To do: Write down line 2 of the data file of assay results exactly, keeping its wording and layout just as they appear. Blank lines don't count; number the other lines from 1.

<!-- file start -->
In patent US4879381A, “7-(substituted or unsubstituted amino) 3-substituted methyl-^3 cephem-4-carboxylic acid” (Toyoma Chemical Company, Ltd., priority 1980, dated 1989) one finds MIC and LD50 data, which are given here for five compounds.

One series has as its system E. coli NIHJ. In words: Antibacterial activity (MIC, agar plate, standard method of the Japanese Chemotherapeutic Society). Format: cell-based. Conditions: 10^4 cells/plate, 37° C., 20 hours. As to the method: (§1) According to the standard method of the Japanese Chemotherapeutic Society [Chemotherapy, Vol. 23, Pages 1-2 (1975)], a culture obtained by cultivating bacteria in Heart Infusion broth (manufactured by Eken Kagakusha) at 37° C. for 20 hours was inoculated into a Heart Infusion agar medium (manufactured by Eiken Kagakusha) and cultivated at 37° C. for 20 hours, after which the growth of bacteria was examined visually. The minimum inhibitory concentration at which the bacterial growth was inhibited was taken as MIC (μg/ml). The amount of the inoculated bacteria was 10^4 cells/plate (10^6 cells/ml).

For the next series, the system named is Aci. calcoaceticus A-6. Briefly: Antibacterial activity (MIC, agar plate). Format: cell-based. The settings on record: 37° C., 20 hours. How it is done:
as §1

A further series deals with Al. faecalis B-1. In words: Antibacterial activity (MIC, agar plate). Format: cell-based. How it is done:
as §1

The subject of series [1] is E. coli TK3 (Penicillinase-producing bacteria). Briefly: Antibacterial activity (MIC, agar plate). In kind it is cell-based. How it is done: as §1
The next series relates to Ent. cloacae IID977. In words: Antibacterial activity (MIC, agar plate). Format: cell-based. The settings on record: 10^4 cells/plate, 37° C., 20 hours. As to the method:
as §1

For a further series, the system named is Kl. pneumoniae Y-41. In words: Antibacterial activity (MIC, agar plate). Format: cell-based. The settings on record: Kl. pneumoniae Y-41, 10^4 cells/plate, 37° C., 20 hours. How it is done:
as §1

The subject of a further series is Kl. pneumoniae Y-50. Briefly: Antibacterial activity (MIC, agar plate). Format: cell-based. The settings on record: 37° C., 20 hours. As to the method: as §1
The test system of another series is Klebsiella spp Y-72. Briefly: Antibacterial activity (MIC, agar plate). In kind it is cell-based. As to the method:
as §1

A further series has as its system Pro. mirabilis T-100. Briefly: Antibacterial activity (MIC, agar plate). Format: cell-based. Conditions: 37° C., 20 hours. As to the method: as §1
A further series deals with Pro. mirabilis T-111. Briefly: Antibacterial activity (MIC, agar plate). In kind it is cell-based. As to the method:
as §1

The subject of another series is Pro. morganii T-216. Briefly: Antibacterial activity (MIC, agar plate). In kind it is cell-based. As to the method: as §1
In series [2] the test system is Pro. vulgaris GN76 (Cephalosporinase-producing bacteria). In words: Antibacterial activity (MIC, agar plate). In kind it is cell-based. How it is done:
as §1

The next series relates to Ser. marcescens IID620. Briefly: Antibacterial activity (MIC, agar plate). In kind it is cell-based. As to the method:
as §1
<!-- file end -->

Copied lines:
One series has as its system E. coli NIHJ. In words: Antibacterial activity (MIC, agar plate, standard method of the Japanese Chemotherapeutic Society). Format: cell-based. Conditions: 10^4 cells/plate, 37° C., 20 hours. As to the method: (§1) According to the standard method of the Japanese Chemotherapeutic Society [Chemotherapy, Vol. 23, Pages 1-2 (1975)], a culture obtained by cultivating bacteria in Heart Infusion broth (manufactured by Eken Kagakusha) at 37° C. for 20 hours was inoculated into a Heart Infusion agar medium (manufactured by Eiken Kagakusha) and cultivated at 37° C. for 20 hours, after which the growth of bacteria was examined visually. The minimum inhibitory concentration at which the bacterial growth was inhibited was taken as MIC (μg/ml). The amount of the inoculated bacteria was 10^4 cells/plate (10^6 cells/ml).